Joanne’s Nova Scotia Garden – FineGardening

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Today we’re visiting Joanne Eddy’s garden.

Our property is just outside Halifax, Nova Scotia, and when we bought the house, it was basically a big blank slate. A few trees were on the property itself, but they were surrounded by woods on the edges to give great privacy. I started all the gardens from scratch, and my main focus has been daylilies (Hemerocallis hybrids, hardiness varies by cultivar, but generally Zones 3–9). I’m part of the Nova Scotia Daylily Society; however, I really like to make gardens that look good in the off-season too (winters are long in Nova Scotia), so when my perennials fade in the fall, that big front garden still has structure from the evergreens and hydrangeas. I also don’t plant only daylilies, I try to combine them with other perennials to give more interest, color, and texture to the garden space. I have far too many ideas and not enough time, as I have a young daughter and she needs me too. I’m also a member of the Hammonds Plains Area Garden Club (shout out to them).

I’m basically self-taught. My mom always had flowers, and I think when we bought this house in 2008 it was a no-brainer that I’d garden the heck outta the yard. There are still many more garden beds to be made, but I’m happy to have a lot more to do and to expand.

flower garden during a vibrant sunsetStunning late-summer sunset over the garden, filled with blooming daylilies and panicle hydrangea (Hydrangea paniculata, Zones 3–8)

large garden bed with various white, pink and orange flowersDaylilies are putting on their summer show. In the bottom left corner is the variety ‘Emerging Star’.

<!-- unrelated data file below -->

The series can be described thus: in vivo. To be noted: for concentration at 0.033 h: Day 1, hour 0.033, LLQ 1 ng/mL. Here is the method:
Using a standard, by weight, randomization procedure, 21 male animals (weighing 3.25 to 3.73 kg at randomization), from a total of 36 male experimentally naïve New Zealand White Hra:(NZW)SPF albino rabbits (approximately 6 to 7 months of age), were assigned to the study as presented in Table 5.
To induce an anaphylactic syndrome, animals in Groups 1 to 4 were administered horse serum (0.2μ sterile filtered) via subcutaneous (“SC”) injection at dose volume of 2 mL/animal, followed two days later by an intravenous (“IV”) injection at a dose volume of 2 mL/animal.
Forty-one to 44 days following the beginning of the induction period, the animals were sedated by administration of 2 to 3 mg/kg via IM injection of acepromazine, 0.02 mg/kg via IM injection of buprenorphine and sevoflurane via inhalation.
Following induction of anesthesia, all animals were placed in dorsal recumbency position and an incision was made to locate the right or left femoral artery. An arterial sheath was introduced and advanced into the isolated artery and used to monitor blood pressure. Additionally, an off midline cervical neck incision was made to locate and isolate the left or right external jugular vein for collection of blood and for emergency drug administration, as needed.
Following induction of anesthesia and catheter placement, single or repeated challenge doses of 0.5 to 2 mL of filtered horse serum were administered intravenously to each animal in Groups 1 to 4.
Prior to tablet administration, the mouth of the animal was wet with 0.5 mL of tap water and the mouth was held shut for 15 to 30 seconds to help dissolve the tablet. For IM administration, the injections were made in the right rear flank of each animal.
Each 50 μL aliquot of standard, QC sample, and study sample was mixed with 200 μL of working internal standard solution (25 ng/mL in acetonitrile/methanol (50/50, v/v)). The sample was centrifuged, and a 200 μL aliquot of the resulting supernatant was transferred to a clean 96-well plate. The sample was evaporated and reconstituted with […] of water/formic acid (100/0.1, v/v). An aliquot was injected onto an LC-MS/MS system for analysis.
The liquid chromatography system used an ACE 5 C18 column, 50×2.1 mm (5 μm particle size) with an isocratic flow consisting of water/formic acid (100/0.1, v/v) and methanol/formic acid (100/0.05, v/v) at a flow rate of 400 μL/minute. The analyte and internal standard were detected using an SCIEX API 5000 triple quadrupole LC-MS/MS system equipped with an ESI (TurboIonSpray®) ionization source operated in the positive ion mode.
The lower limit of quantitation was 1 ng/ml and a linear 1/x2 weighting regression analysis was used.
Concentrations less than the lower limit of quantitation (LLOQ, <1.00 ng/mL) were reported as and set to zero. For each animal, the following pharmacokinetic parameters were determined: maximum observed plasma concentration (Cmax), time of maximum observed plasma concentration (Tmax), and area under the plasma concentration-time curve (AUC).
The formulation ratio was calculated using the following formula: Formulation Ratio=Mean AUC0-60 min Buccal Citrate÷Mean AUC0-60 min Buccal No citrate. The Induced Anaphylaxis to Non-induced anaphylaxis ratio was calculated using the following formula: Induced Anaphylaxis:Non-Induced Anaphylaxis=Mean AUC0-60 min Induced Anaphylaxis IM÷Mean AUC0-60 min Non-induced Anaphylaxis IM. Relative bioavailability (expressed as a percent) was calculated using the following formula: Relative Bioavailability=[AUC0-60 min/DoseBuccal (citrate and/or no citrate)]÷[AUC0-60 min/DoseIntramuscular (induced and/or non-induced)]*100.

large pink daylily flowers in front of a mass planting of smaller yellow flowersHemerocallis ‘Driftglass’ is one of Joanne’s favorites. Behind it is soft yellow threadleaf coreopsis (Coreopsis verticillata ‘Moonbeam’, Zones 3–9).

yellow and orange flowers behind a shrub with purple flowersIn summer, the garden is filled with flowers, but you can also see the various shrubs that ensure there is still structure and interest in winter.

close up of cream and pink daylily‘Royal Charm’ daylily is usually one of the first to bloom in the garden.

close up of pink speckled daylily‘Spotted Fever’ is an unusual daylily variety with double petals and a speckled color.

close up of three yellow daylily flowersOne of the great things about daylilies is their sheer diversity of flowers. This ‘White Juan’ has a totally different shape than ‘Spotted Fever’.

close up of dark purple and pink irisesIt isn’t all daylilies. These Siberian iris (Iris siberica hybrids, Zones 3–8) are gorgeous.

garden in fall with fall foliageIn autumn, trees and shrubs take over for the perennials.

garden and garden shed covered in snow in winterOn this Nova Scotia winter day, the garden shed and shrubs look dreamy covered with snow, while the daylilies rest underground until summer returns.

 

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